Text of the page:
What is your inquiry question? What happened during the British capture of Washington in August 1814, and where?
What do you want your users to learn? The impact, physical and psychological, of the British capture and destruction of Washington in August 1814.
What is your methodological stance? The exhibit takes a spatial social history approach, seeking to tie each source or object to the exact location which provides its relevance to the events of the burning of Washington. Images which show the extent of the damage, first-person primary source narratives, and recognizable objects will help create points of connection for general public users; hopefully this will be felt even more strongly when they are in the location where these events took place.
How does your design work to support these goals? The design of the site is arranged spatially, with options out from each place to explore the narratives and objects associated with it. The mobile/multi-platform design means that people can browse the exhibit and the archives while sharing the historical location.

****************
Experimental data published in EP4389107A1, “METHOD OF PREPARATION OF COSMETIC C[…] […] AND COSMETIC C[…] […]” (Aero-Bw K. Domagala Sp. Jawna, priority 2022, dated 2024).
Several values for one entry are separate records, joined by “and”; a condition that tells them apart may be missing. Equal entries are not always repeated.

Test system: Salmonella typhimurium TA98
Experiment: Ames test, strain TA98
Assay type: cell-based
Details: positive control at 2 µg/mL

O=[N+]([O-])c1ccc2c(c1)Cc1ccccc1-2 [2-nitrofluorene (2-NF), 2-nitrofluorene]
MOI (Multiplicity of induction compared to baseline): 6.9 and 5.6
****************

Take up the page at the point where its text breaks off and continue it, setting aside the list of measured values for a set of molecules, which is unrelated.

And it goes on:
What new things do you need to learn? Best practices for using Omeka, how to build an Omeka plug-in.
How will you go about learning these things? Best practices for Omeka can be learned by example and also by reading the extensive documentation. Building a plug-in starts at documentation, but I will probably also seek help from people who have built a plugin before.
What is the rationale for the decisions you’re making about source choices (by type, collection, time period, etc.)? In the documentary sources, I want as much as possible for the voices of the people present to be heard. I am selecting diaries and letters primarily, although also including some newspapers and memoirs (partly because there is a memoir by an enslaved person who was present, and I want to include all possible voices). For images and objects, the goal is period pieces, to preserve the historic moment. I have to make some leeway for prints, because they take time to produce, but the objective is to collect as much immediate impact as possible. The locations I select by their prominence – likelihood that someone will be in the vicinity – but also purely by documentation. The more documentation on a site which was or was not burned, the more likely it is to be included.
What questions remain for you to provide a convincing grant application? I think I need to more fully address the work plan, or at least convey the work involved in selecting sources/material and building the plug-in. I need to find a way to really emphasize the mobile/multiplatform aspect, as well.